The Psychology of Procrastination
Procrastination is actually a form of ambivalence, like the other two we frequently encounter, guilt and forgiveness. Its the light version of ambivalence, but the experience keeps conflict and its resolution partially out of awareness. This ebook is written by a Clinical Psychologist. More
The symptoms vary but usually include waiting until the last minute, setting appointments too late, filing taxes at midnight on April 15th, driving the car into the ground before changing the oil and getting used to the mess in the house because cleaning can wait until tomorrow. Are there dishes still in the sink from three days ago? How about that laundry?
These are all the warning signs of procrastination. Some are more dramatic and harmful, like not completing the project on time at work or turning in term papers for that cranky professor.. Others are chronic and annoying. If you have any of these signs, this ebook is for you.
In this ebook, I start out with a discussion of misconceptions about procrastinators. For example, procrastinators are really not lazy, per the stereotype. But they do have great difficulty seeking help (besides getting around to making that appointment...).
Next, I delve into what the underlying dynamics are. It turns out that procrastination is really a deficiency in resolving ambivalence, as are two other common conditions (guilt and failure to forgive). So, I examine ambivalence in depth, especially in regards to values, feelings, thoughts as they play out in our either conscious or unconscious experience. Ambivalence and its manifestations are about the conflict between these elements. The indecision and anxiety that sits atop the ambivalence is central to procrastination playing out in behavior. Understand this and you will trick yourself less and do more, more often.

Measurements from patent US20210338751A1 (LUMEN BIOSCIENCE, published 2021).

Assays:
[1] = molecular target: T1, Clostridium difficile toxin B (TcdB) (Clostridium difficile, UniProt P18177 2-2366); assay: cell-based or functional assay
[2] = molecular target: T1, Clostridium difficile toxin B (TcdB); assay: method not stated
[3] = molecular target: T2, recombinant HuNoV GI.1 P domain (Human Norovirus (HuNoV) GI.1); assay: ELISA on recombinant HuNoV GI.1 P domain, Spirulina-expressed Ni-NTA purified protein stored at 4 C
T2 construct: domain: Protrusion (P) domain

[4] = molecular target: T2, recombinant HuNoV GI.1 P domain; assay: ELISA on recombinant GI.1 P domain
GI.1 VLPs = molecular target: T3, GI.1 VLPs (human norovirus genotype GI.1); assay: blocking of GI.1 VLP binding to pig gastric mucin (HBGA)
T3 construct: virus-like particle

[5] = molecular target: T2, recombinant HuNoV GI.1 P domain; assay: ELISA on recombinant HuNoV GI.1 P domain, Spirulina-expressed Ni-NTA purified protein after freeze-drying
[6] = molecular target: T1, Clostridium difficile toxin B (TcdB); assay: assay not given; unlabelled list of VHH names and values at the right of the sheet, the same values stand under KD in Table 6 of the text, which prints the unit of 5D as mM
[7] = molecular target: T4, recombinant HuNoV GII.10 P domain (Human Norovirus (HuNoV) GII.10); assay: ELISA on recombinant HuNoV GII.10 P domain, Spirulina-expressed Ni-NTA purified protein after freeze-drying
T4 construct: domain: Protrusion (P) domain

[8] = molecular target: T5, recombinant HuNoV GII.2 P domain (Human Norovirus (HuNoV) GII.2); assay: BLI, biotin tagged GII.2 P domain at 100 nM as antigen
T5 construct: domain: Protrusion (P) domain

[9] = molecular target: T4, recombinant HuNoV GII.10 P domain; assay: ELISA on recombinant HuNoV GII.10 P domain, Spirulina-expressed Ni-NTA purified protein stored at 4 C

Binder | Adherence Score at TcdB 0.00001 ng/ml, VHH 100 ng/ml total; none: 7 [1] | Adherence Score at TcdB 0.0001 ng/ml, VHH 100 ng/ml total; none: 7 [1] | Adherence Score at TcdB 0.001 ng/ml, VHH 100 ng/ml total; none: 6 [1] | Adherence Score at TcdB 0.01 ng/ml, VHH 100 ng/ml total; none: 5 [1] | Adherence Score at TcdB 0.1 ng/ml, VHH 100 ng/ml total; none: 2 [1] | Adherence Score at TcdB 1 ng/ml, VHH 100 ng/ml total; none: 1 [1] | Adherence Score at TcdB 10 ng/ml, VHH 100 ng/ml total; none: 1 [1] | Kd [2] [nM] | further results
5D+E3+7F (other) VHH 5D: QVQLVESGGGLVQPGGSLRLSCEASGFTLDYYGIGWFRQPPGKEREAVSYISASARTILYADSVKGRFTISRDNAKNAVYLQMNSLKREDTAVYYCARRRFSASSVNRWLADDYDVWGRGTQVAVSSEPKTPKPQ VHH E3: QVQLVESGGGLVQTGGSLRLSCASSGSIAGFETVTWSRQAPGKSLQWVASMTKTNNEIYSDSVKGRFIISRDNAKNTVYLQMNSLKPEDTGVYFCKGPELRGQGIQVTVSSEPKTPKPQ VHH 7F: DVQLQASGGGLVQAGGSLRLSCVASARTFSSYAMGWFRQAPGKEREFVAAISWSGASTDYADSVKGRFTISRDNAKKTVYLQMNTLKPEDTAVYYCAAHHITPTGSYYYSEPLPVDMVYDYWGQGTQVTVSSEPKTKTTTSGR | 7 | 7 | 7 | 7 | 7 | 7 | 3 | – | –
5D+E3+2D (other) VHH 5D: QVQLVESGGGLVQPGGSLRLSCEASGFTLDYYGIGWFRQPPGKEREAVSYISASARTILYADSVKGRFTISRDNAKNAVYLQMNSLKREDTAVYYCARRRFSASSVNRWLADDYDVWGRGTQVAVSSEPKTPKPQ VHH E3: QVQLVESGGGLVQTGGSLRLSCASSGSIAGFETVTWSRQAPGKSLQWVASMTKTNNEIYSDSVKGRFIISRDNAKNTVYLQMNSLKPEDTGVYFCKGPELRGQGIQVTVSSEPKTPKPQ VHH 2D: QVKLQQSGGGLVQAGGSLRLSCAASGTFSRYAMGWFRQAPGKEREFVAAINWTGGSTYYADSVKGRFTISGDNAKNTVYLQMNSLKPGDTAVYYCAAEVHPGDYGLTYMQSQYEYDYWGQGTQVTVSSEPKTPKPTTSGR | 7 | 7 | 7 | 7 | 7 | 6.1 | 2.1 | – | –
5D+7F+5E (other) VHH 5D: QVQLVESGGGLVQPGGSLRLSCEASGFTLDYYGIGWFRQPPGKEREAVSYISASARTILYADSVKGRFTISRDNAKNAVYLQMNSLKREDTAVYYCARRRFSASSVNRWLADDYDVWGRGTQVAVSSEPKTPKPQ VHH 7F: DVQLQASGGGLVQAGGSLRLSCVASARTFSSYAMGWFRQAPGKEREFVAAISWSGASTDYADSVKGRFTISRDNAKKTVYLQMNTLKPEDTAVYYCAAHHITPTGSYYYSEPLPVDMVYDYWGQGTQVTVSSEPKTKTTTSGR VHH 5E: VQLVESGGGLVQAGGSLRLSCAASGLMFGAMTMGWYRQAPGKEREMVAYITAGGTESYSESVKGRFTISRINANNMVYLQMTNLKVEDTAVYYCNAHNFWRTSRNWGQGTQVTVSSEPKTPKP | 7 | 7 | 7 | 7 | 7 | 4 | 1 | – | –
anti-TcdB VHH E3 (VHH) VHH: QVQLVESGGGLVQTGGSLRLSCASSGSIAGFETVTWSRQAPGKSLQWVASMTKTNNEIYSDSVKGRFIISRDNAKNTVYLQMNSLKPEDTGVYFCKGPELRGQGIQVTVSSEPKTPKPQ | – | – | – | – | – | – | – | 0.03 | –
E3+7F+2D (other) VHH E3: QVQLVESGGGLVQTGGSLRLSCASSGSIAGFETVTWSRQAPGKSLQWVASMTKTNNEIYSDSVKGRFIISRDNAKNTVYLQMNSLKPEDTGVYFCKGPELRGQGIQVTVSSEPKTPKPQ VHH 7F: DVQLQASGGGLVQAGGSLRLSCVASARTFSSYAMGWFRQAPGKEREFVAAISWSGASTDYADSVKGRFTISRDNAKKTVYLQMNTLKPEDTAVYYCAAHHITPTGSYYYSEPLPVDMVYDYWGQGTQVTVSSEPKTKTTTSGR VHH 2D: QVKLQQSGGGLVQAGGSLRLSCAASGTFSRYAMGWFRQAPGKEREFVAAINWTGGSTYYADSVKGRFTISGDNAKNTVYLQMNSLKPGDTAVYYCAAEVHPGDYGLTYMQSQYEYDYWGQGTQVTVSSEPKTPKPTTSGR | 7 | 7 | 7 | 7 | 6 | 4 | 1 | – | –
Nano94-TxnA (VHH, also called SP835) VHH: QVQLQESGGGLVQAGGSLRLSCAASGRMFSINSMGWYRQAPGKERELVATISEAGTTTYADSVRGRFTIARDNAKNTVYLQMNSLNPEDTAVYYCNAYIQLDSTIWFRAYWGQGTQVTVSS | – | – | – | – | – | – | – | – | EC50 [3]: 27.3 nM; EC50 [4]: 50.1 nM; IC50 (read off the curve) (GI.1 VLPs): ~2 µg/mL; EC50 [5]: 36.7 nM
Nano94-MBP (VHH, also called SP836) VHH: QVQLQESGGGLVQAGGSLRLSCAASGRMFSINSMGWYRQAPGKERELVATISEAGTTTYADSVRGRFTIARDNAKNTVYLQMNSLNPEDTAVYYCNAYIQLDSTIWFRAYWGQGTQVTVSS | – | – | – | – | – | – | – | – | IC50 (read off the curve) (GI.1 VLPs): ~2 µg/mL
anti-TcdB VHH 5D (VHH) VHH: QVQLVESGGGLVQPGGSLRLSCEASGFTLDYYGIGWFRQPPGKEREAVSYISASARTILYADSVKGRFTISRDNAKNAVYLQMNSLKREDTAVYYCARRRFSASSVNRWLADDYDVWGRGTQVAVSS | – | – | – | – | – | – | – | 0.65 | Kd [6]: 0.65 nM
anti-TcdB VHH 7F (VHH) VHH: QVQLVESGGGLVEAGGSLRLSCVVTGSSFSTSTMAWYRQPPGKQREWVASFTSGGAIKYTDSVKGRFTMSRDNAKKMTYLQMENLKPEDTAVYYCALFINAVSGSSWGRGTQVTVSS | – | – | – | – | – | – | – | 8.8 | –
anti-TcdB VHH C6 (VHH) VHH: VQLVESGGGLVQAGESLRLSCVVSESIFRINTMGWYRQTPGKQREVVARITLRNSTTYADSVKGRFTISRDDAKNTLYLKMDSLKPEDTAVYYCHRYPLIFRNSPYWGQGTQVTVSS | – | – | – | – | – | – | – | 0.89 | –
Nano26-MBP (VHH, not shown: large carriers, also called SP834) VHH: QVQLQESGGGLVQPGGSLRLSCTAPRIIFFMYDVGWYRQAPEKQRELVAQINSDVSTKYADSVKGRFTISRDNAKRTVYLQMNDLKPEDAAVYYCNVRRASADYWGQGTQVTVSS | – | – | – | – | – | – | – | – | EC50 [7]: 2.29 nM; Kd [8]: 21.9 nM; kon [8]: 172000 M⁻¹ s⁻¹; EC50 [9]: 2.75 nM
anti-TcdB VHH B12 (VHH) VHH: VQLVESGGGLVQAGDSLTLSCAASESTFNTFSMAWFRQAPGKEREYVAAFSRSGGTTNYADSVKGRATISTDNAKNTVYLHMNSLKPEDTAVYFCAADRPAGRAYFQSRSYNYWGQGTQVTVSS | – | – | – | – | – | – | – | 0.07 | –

This leads to a discussion of suppression and repression, in relation to time. There are lots of small examples sprinkled in the text. These are included so the reader can plug in and relate, and at the same time, determine what is normal behavior and what is not. This will help in case you are considering seeing a professional.
Many folks like a little background, so next I delve into what the researchers have found about procrastination. Its not what you think. It has to do with how we think about thinking. Here you will find terms such as hyperbolic reasoning, metacognition, present bias and time inconsistency. These are in contrast to what most people think of procrastinators--that they are immature, impulsive and passive-aggressive. (Some are, some aren't). There are some ingenious experiments that have been done that I cover. Find out about the "Stupid Monkey Brain."
Next I look at the clinical side, and how to fix procrastination. What questions to ask, and at what depth. There follows a discussion of the techniques to externalize the findings in ways that undermine procrastination.
Last, I provide two in-depth examples and go through the process of figuring out what might be going on.. Last after last, there is a reader submitted example, that is sort of a final test. (No grades are given).
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